The field of electronics has been particularly prone to evolution in the past, with the shrinking of the circuitry and increasing of computational powers. However, it’s always been an inherently multi-step production process which reduces the opportunities for exploration into new shapes, material, and properties. 3D printing is beginning to apply its features to electronics as part of the multi-material printing push. This not only enables innovators to experiment much more freely with their PCBs, but iterations can also happen much more frequently. For testing purposes, this is the perfect combination. New satellites are being developed (and sent to the ISS) as well as new eco-friendly electronics that dissolve into the environment. For many companies, this is the means to a faster product development cycle for items that had to be ordered from China, shipped, tested and ordered anew with a few tweaks. The ability to print electronics in the lab is a very powerful tool.
International Space Station Will Test 3D-Printed Materials In Orbit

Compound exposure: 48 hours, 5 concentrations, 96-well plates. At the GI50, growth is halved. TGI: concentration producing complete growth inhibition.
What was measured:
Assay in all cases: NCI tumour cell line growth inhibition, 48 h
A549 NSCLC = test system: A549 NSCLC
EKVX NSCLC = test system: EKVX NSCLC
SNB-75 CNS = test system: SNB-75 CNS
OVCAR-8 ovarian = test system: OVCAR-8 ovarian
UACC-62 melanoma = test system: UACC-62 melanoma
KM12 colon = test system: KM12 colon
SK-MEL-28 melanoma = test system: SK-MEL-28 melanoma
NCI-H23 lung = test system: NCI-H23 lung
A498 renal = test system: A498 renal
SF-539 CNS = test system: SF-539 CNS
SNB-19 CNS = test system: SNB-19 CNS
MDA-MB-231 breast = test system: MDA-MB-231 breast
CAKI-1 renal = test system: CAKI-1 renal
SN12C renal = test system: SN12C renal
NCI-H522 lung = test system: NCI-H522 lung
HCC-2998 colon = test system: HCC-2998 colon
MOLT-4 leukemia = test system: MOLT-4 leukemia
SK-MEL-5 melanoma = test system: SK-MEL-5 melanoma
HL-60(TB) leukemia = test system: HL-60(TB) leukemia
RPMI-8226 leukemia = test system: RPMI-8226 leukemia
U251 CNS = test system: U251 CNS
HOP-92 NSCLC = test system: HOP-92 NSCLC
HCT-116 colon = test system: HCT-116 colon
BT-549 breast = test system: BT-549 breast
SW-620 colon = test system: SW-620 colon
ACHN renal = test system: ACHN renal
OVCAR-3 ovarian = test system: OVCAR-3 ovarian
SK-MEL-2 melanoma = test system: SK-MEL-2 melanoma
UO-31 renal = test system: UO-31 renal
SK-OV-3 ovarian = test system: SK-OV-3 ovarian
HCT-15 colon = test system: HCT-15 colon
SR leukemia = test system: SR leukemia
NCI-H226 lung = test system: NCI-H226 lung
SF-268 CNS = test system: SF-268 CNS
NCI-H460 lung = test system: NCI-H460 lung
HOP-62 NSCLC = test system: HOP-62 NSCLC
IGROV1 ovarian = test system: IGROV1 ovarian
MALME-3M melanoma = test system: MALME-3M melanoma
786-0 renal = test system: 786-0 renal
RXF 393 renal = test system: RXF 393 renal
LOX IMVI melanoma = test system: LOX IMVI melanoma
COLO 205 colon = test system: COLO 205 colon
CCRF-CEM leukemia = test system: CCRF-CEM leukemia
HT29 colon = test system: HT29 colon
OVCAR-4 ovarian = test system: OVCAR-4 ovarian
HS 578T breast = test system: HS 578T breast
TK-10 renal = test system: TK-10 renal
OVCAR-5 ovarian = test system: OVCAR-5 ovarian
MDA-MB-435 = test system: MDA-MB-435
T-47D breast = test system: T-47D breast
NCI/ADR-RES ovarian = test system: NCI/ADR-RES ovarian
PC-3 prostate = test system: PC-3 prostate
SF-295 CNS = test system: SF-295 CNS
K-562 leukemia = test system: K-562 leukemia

New 3D-printed materials are going to space thanks to a recently funded partnership between Israel’s NanoDimension and Florida’s Harris Corp. The companies plan to create new materials to reduce the manufacturing of small satellites, an exceedingly popular market right now for applications ranging from weather observations to remote surveillance.
Read the rest at Forbes.
Collaboration sparks sustainable electronics manufacturing breakthrough
Simon Fraser University and Swiss researchers are developing an eco-friendly, 3D printable solution for producing wireless Internet-of-Things (IoT) sensors that can be used and disposed of without contaminating the environment. SFU professor Woo Soo Kim is leading the research team’s discovery involving the use of a wood-derived cellulose material to replace the plastics and polymeric materials currently used in electronics.
Read the full article at EurekAlert.
NanoDimensions and Hensoldt Partner to Develop 3D Printed Sensor Technologies
Israeli 3D printed electronics manufacturer NanoDimension has partnered with Hensoldt, a German-headquartered sensor technology specialist. The two companies will use the DragonFly electronics 3D printer to develop applications for Hensoldt’s security and defense division. Thomas Stocker, Hensoldt’s Head of Engineering, said,
“Our focus is on providing our customers with the highest quality cutting-edge innovations […] By using the DragonFly, we’ve already accelerated our application development.”
Read the full article at 3D Printing Industry.
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